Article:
Good to the Grain: Honey Amaranth Waffles

March 26, 2010
After you’ve been food blogging for a while, I think you start to realize what your thing is; the topic you like to cover in your posts most often, the one ingredient you like use in your cooking, or the cooking method you prefer. Sure, it may change over time, but there is a point where you realize what you truly enjoy learning about, talking (or typing) about or making.
My thing…is grains.
I’ve always enjoyed baking, but the more I learn about whole grain flours the more interested I become. They all have such unique histories, flavors and nutrient compositions.
Given this fact about my interests, it’s likely no surprise that when I came across the cookbook Good to the Grain: Baking with Whole-Grain Flours by Kim Boyce, I knew I had to get my hands on a copy!
I was out walking pug a few days ago and I noticed the UPS guy had left a package by the garage. I was pretty sure I knew what it was, and I literally opened the package right there in the yard. I’m sure if any of our neighbors were watching, they had to be wondering what gift had been bestowed upon me.
As I balanced a retractable leash in one hand and the envelope in the other, I flipped through the pages of the cookbook. The smile began to spread (and I might have even done a mini happy dance) as I saw amaranth, buckwheat, barley, Kamut, spelt and teff; each with its distinct section, utilized in some of the most delicious looking baked goods I’ve had the pleasure of viewing.

The author, Kim Boyce, was a pastry chef at the well known Spago and Campanile restaurants before she left to raise her kids, and then embark on creating whole grain baked goods for her family to enjoy. The book is filled to brim with 75 recipes of cookies, cakes, waffles, pancakes, breads and tarts made with 12 different whole grain flours.

The author shares information on the baking equipment and ingredients she considers essential. You will find yourself sharing her journey of balancing flour combinations and perfecting flavors, while you learn a great deal about whole grains and how to use them.
I will mention that since the author’s goal is to create the right structure for the grain products she does use all-purpose flour with the whole grain flours, as well as refined sugars. But as you will see in the recipe below, these things can be altered a bit if you choose to do so. In fact, she encourages you to try different combinations just as she did to develop the recipes.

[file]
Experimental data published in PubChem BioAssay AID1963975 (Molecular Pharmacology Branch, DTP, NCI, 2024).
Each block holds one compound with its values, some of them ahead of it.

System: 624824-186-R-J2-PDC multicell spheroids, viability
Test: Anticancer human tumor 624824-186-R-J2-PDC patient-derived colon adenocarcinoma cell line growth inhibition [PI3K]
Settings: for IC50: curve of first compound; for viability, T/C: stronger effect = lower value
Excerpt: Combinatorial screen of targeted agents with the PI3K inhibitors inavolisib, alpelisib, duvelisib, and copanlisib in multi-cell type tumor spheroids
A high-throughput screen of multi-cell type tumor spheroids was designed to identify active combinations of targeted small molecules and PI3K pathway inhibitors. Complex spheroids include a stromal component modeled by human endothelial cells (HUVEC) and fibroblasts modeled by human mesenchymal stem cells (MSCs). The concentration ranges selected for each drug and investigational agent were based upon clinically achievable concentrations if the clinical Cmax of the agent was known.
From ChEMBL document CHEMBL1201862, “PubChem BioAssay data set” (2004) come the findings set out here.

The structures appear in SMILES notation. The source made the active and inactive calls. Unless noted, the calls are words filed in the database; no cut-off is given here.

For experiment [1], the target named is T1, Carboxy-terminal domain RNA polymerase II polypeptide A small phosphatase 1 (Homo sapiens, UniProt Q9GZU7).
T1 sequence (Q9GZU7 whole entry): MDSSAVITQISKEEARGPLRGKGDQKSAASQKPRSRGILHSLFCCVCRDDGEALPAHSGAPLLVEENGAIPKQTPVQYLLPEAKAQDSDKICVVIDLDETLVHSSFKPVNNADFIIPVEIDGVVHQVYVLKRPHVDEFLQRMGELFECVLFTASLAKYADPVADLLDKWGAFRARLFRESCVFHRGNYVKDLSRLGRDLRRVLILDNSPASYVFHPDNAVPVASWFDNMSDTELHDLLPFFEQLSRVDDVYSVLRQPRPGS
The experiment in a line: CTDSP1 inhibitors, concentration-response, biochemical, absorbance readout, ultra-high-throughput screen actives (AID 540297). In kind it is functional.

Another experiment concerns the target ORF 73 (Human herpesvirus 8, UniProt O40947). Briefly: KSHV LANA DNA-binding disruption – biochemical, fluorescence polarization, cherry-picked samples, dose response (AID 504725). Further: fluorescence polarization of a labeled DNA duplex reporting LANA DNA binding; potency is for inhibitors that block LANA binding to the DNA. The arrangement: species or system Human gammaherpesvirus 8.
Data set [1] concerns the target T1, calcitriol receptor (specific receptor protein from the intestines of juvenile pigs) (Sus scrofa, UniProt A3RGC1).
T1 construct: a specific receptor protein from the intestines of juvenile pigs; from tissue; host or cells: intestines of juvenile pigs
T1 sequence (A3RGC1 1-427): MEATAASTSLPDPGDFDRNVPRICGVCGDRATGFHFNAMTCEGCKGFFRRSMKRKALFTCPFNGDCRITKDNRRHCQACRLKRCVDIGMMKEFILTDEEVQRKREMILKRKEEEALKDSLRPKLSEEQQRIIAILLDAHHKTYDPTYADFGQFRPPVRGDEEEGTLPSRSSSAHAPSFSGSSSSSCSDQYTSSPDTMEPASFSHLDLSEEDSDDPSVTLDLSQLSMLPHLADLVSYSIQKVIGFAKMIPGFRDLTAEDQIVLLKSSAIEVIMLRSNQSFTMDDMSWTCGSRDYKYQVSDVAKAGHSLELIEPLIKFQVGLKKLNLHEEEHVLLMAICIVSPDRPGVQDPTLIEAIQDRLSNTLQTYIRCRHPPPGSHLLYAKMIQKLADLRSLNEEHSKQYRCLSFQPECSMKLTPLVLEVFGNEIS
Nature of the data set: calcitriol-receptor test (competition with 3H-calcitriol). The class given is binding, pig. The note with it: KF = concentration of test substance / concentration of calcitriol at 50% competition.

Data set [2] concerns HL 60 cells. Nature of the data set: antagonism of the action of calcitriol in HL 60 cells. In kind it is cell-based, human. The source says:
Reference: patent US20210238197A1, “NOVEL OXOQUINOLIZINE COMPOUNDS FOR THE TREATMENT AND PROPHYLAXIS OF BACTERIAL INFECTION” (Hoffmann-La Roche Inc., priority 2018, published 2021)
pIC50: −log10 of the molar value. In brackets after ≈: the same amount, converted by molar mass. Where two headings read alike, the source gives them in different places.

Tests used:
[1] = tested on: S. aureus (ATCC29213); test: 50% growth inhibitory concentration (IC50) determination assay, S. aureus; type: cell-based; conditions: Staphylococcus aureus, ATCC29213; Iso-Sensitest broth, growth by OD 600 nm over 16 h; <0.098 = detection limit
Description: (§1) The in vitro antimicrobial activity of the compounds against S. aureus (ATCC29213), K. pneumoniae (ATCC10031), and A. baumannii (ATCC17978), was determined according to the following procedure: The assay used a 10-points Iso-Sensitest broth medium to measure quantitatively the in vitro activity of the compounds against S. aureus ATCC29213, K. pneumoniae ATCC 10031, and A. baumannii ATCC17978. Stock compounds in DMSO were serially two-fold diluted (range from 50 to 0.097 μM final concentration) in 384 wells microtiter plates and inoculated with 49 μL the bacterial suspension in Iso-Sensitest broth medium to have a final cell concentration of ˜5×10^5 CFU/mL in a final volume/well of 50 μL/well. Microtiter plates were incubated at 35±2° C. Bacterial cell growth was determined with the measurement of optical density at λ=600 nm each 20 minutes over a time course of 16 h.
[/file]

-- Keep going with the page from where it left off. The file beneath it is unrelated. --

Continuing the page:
While the Muscovado Sugar Cake and the Cornmeal Blueberry Cookies are on my list to make, for this review I made the Honey Amaranth Waffles. Taking the author’s suggestion to heart, I was modifying right out of the gate. Mainly because I was hoping amaranth flour could be found in the bulk bin of our Whole Foods, but no such luck. I ended up using spelt flour instead. In addition, I don’t use much all-purpose flour at all anymore, so I substituted white whole wheat for this, and then used the whole wheat the recipe calls for. I also used mascavo sugar in the dry mix.

The result? Seriously the best waffles I have yet to make. They were as light and fluffy as any standard white waffle with that deep rich flavor from the whole grains and a mild sweetness from the honey. I needed no toppings at all for these, but tried adding the Greek yogurt suggested in the recipe and a bit of blackberry jam I had made.

If you have any interest in baking with whole grains, this is one cookbook that needs to make it on your shelf. I have a feeling I will be baking from it on a very regular basis.

Honey Amaranth Waffles
From Good to the Grain by Kim Boyce, reprinted with permission

2 ounces (1/2 stick) unsalted butter, melted, for the waffle iron
Dry mix:
¼ cup amaranth flour
¼ cup flaxseed meal
1 cup whole-wheat flour
1 cup all-purpose flour
2 tbsp sugar
2 tsp baking powder
1 tsp baking soda
1 tsp kosher salt

Wet mix:
2 cups buttermilk
¼ cup plus 2 tbsp honey
2 eggs
2 tbsp unsalted butter, melted and cooled slightly

Greek yogurt, optional

Turn the waffle iron to its highest setting. Even if you don’t usually heat it this high, these waffles come out best when cooked at high heat. Sift the dry ingredients into a large bowl, pouring back into the bowl any bits of grain or other ingredients that may remain in the sifter.

In a medium bowl, whisk together the wet ingredients until thoroughly combined. Using a spatula add the wet ingredients to the dry ingredients and gently combine. The batter will begin to bubble and swell as the baking soda begins to react with the buttermilk.

Brush the waffle iron generously with butter; this is the key to a crisp crust. Use a ladle or measuring cup to scoop ½ cup batter onto the spaces of the iron. Promptly close, and listen for the iron to sigh as the batter begins to cook. The smell wafting from the iron starts out like a freshly kneaded loaf of bread, then becomes toasty. Remove the waffle when the indicator light shows that it is done, or when a quick peek shows that it’s turned a dark golden-brown, 4 to 6 minutes. Remove the hot waffle with a fork, and repeat with the remaining batter.